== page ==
As rightly pointed out by Professor Akinjide Osuntokun, OON, during the NAIA zoom meeting that there is the need for one or two strong economies to sustain any common currency to be established, as we do have Germany in the context of the EU, the challenge cannot but be for Nigeria to quickly take the mantle of leadership in the West African region as one of the regional units for continental integration. It is a truism that Nigeria has the largest economy in the region and accounts for about 67% of the GDP. In the same vein, Nigeria, Ghana and Côte d’Ivoire also constitute about 67% of the 350 million people in the ECOWAS region, compared to six other countries with about 10 million people each accounting for only 7% of the ECOWAS population.

In sum, the most critical implication for the NAIA cannot but be how to channel intellectual resources to assist in the making of an Afro, which has also been described as the Afriq. The June 3 1991 Abuja Treaty which established the African Economic Community (AEC), provided for the establishment of an African Central Bank in 2028 and as agreed to in 2019, for an AEC with a single currency to be introduced in 2023. Academic discussions can begin to focus more on the differences in the economic structures of the ECOWAS: oil exporters versus oil importers; reliance on agriculture versus reliance on extractive industries for most of GDP and exports; economies with manufacturing components versus non-possession of manufacturing components; etc. 

Without scintilla of doubt, the ECOWAS decided in June 2019, after more than 30 years of failed deadlines, to have a single currency, called ECO. The year 2020 was fixed for its take-off. Probably in an attempt to avoid another missed deadline, six of the ECOWAS countries, basically the Anglophones, declared their intention to move on to the level of a monetary union by introducing the ECO by 2020. Most unfortunately, the challenges of COVID-19 again nipped in the bud the 2020 plan and a new date, 2027 has been fixed for its eventual take-off. 

As explained by Mr. Jean-Claude Brou, President of the ECOWAS Commission, ‘we are looking at 2022 to 2026 to be able to create conditions that will enable us to stabilize the economies. And so, in 2027, we go back to the currency. The process of the performance criteria is always prioritized if we want to be in a very favourable condition to introduce a single currency.’

True, there are two levels of performance criteria: primary and secondary. The first level of challenges for the NAIA is the challenge of helping the ECOWAS countries in meeting the convergence criteria for a single currency at the primary level. In other words, efforts must be made to reconcile GDP growth and inflation which do not go parri passu across the ECOWAS. Without meeting the primary convergence criteria, the making of a single currency may remain difficult. The primary criteria are that the deficit-GDP ratio must be less than 3%, annual average inflation should be less than 10%, while the gross external reserves should be greater than 3 months of imports. Unfortunately, only Guinea. Liberia and Nigeria have met the primary criteria. These criteria require qualitative policy advice.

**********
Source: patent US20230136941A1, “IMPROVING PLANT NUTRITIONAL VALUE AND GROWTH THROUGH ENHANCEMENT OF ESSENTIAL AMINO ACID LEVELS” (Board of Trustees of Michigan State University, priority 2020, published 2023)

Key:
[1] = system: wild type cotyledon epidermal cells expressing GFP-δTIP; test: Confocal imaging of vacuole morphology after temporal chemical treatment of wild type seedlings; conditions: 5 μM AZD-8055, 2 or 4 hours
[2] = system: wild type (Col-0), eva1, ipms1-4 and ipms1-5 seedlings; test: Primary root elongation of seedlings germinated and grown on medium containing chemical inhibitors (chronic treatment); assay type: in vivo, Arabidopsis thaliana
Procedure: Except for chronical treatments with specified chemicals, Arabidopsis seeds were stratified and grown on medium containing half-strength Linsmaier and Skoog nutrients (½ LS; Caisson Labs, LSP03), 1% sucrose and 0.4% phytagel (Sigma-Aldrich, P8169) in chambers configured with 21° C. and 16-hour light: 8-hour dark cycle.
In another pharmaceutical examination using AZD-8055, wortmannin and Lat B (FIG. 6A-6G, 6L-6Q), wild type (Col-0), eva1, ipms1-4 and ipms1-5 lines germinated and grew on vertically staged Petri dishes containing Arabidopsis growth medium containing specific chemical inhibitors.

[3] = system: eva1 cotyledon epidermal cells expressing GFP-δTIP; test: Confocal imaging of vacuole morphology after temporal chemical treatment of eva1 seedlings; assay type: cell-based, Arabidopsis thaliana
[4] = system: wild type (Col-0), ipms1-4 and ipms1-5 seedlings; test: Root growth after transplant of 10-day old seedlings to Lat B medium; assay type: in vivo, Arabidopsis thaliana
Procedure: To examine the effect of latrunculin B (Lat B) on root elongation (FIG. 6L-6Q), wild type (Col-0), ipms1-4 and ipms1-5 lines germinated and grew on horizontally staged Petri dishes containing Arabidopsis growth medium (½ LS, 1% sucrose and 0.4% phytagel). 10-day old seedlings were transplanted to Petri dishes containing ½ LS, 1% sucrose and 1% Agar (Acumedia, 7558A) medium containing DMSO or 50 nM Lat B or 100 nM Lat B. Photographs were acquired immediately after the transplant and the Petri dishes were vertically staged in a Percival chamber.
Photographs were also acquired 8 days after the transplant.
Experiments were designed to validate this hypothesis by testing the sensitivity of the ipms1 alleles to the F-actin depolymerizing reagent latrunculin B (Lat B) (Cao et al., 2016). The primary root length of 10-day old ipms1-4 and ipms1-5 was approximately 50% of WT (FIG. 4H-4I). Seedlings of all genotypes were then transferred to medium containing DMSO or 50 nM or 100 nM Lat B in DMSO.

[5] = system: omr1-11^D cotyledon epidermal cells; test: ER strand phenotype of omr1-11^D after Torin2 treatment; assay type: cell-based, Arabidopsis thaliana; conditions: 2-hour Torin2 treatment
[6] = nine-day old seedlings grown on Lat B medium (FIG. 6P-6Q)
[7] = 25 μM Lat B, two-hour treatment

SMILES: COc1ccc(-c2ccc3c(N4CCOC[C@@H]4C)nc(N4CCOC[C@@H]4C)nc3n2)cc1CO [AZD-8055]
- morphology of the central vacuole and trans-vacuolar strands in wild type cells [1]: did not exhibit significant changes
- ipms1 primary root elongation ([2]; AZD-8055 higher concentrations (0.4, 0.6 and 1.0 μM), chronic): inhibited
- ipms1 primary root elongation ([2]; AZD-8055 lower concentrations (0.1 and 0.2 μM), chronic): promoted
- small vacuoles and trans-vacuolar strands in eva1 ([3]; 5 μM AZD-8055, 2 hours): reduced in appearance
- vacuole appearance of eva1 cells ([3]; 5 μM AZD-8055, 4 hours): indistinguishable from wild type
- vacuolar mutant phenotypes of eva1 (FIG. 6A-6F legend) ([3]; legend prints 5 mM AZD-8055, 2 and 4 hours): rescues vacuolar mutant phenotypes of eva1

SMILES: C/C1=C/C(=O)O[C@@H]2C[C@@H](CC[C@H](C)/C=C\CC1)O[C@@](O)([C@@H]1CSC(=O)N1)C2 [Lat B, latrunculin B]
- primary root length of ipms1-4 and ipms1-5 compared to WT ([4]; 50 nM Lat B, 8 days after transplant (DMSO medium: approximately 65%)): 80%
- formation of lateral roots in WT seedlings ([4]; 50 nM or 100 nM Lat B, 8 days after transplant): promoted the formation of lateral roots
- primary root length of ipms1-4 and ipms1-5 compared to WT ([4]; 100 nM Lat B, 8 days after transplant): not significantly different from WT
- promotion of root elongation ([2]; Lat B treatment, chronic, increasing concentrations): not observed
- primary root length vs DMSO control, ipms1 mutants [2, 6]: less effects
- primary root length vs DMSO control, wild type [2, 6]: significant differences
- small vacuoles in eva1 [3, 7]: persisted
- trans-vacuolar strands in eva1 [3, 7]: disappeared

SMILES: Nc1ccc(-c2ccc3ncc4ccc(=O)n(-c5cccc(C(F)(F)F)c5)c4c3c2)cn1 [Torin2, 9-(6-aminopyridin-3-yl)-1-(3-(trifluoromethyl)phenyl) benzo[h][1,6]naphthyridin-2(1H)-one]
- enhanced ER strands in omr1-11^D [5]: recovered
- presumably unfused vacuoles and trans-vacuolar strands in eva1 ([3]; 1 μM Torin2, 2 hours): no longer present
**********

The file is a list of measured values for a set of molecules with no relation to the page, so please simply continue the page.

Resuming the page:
The same is true for the secondary criteria which are that the debt-GDP ratio should be lower than 70%; the Central Bank financing of the budget deficit should not be above 10% of the previous year’s tax revenue; while the variation of nominal exchange rate should be within the band of ± 10% (for more information, see Sagiru Mati, Irfan Civcir and Huseyin Ozdeser, “ECOWAS Common Currency: How Prepared are its Members?” Inv. Econ. Vol. 78, no.308, Ciudad de Mexico abr./Jun 2019 Epub 200Febr-2020)

In terms of security implications, they are quite mixed. On the one hand, the Russo-Ukrainian war creates opportunities for Nigeria to possibly take advantage of. For instance, while the EU countries are waiting until December 2022 to finally stop their importation of oil from Russia, President Putin has simply fast-tracked the waiting by taking the battle further from Ukraine to the doorsteps of all the EU members. Russia has decided to stop the export of its oil to the EU with immediate effect. In this regard, Israel has accepted to replace Russia as oil supplier to the EU and has also signed a deal with Egypt as a transit country. The implication for Nigeria is the need to see to the urgent conclusion of the Trans-Sahara road projects, as well as construction of pipelines to enable the export of Nigerian gas and oil to Europe. This first task requires negotiating a deal with the EU.

On the other hand, the Russo-Ukrainian war has the potential to also heighten the implementation of the controversial Fulanisation agenda in Nigeria, because nomadic herding is no longer in vogue and the Fulani want to make Nigeria a homeland for all Fulani in West and Central Africa. This has prompted efforts at forceful acquisition of titled land in southern Nigeria, which are vehemently opposed to, but which PMB is trying to impose by manu militari. And true, Russia and Ukraine cannot but take sides, simply because those resisting Fulanisation are likely to seek assistance internationally from Russia and Ukraine. 

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todayJuly 3, 2022